It’s noteworthy that the statute only applies to non-judicial foreclosures, since the triggering of the required notice is a function of recording a notice of trustee’s sale.  Hey, judicial foreclosures make for more work for lawyers – I’m not complaining, you know!  Note also that the statute doesn’t apply to casual lenders who made five or fewer loans in one year secured by real estate, or to lenders complying with “the United States department of treasury home affordable modification program.”  Whatever that means.  Okay, what it’s supposed to say is that the HAMP participants have to give notices under federal law, and federal law preempts state law, so the HAMP participating lenders (both of them) don’t have to comply with any conflicting state notice requirements.   Unfortunately, that isn’t what the provision says.  Regardless, the statute doesn’t require lenders to “provide a modification,” just discuss it.  Ultimately, this statute seems to be largely window-dressing allowing some lawmakers to campaign on the theme that they looked out for the little guys – borrowers and renters of houses.  Good show; thanks for the added landfill material.  


Thursday, September 2, 2010

Just good advice

I spent the first part of this week at a seminar in San Diego where the focus was on the psychology of building and maintaining wealth. We heard from several pretty interesting speakers, including Keith Cunningham, Michael Smorch, Joe Williams, and Scott Harris, in addition to some market specific people like Joel Comm and Frank Kern.

Frank Kern was pretty interesting. If you don't know his story, he was pretty poor, working in direct sales, and got so he really did not like working with people. He sent for many "how to make money" products, and ultimately started an internet business selling people books about how to teach your parrot to talk. No, really!

That web site made him some $3000 or more per month. Subsequent web sites made him many millions. So I was pretty interested in what he had to say. It was something I have heard many times, from other speakers, in other ways. Keith Cunningham says it like this: Get in line, stay in line. If you get bored with being in line, or if the line isn't moving how you want, then you will probably get out of line, and you will have to return to the end of the line. The people at the front of the line started at the back.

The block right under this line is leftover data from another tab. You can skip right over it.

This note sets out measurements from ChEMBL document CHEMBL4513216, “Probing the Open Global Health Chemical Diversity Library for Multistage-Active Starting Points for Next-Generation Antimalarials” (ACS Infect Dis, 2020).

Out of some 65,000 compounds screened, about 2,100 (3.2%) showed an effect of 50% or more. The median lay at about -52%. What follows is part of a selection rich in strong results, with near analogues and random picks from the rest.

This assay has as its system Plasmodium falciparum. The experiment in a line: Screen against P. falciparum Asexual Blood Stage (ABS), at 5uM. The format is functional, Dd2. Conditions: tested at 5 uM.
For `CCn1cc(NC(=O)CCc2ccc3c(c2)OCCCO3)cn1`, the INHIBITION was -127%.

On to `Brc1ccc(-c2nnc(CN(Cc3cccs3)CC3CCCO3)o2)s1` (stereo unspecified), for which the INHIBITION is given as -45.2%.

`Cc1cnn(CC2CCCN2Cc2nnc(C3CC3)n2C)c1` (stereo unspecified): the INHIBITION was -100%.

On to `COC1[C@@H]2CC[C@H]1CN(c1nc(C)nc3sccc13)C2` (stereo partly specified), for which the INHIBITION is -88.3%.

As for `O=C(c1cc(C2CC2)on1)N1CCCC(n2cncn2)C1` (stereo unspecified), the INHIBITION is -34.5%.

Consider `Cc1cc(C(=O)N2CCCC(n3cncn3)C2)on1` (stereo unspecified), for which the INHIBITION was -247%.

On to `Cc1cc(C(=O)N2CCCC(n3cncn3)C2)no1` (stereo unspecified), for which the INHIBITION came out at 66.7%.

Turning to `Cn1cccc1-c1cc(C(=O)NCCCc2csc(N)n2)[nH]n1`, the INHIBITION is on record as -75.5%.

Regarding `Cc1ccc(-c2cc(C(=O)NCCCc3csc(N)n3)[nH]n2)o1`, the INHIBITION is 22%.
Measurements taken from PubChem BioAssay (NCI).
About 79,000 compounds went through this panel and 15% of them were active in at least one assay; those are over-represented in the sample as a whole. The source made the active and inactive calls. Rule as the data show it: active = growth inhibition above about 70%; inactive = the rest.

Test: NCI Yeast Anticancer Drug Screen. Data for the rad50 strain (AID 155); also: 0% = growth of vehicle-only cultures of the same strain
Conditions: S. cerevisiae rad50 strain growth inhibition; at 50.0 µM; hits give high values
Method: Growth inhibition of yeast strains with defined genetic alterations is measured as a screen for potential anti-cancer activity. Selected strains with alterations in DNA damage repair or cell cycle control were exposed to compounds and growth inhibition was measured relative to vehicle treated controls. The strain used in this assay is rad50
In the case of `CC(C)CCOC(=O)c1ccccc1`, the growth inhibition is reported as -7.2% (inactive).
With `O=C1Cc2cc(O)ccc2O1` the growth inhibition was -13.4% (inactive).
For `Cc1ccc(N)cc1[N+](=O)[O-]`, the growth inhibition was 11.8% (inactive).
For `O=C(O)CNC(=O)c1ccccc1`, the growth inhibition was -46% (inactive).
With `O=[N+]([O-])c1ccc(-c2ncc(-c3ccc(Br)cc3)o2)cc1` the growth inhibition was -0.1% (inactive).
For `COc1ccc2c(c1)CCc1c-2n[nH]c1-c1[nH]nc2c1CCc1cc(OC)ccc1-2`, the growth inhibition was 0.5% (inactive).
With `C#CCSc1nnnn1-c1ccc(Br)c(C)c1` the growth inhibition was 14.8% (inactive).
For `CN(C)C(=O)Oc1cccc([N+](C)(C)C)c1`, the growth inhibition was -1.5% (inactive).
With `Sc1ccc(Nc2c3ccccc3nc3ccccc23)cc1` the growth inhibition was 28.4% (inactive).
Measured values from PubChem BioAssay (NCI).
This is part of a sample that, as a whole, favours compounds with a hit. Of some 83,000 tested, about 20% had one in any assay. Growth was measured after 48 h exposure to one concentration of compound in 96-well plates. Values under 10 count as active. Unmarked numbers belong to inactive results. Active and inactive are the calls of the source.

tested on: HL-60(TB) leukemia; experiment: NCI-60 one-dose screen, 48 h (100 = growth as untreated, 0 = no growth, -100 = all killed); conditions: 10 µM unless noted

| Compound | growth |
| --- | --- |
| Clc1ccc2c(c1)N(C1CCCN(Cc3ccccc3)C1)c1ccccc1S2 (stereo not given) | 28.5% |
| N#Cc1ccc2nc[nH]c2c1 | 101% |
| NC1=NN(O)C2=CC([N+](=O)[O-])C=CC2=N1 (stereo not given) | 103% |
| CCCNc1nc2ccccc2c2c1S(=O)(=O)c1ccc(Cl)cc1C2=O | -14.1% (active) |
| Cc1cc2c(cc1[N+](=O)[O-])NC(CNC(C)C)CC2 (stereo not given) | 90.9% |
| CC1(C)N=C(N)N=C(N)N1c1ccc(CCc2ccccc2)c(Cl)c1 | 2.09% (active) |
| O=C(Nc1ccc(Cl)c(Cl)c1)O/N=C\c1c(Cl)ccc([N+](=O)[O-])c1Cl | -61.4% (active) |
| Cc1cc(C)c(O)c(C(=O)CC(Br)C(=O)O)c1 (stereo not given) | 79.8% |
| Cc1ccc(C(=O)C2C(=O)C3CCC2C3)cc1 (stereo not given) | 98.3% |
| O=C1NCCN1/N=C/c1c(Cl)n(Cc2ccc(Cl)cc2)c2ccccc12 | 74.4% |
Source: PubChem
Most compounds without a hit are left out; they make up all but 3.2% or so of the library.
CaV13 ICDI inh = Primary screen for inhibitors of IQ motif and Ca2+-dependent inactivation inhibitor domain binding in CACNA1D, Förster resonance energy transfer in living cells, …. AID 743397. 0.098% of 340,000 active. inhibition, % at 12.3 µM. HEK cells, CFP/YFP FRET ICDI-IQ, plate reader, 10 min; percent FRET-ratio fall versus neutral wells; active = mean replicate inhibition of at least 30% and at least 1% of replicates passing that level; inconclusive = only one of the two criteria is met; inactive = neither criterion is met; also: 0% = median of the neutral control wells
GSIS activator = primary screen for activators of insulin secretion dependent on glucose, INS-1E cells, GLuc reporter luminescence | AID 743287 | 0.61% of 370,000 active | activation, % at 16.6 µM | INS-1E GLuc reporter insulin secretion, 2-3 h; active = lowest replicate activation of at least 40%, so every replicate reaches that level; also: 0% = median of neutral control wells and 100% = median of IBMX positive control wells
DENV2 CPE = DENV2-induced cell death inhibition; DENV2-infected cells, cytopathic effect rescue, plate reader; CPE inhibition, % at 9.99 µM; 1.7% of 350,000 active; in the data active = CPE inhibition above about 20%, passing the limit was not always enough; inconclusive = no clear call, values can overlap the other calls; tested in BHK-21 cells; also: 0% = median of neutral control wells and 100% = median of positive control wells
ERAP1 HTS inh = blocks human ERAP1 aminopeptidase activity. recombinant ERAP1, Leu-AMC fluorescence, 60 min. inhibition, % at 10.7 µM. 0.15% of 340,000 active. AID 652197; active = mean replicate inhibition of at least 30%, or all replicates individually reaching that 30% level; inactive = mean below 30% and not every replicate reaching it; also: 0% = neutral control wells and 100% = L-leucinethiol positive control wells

Keith also says "Ordinary things, done consistently, produce extraordinary results." Frank Kern, (paraphrased), says that you have to quit sitting on the couch watching TV. You need to want to succeed more than you want to sleep. Most people would rather sleep.

Ray Kroc, founder of McDonalds, said that the key to success is to find a good idea and take immediate and massive action.

Most of us have great ideas, but never do anything with them. We do not need to have a great idea, though. For every business, there are people who have succeeded, and people who have failed at the same business. If you want to take a date to the very best restaurant, you probably will not be taking them to the most profitable restaurant; McDonald's does not have the best hamburgers in the world, but they have one of the best business models and management teams.

Entrepreneurs (and I include myself here) are usually in love with their idea, their product -- and this is a problem, because they should be more concerned with how the business works, not the product. Another gem from Keith Cunningham: Anything worth doing, is worth doing BADLY. He says this because most people who want to do something really well, will never actually do anything, because there is always some way to do it a little better.

A company I worked for at one time created a new type of product, and we pre-sold thousands of them. When we finally shipped them, they were, well, version 1 and had a 100% return rate. But version 2 was much better. We crushed the market and kept market share, because we had excellent customer service and took care of every customer and got them a version 2 unit as fast as we could. We did something badly and got our foot in the door. It was something worth doing.

Sometimes we just need to hear what we already know.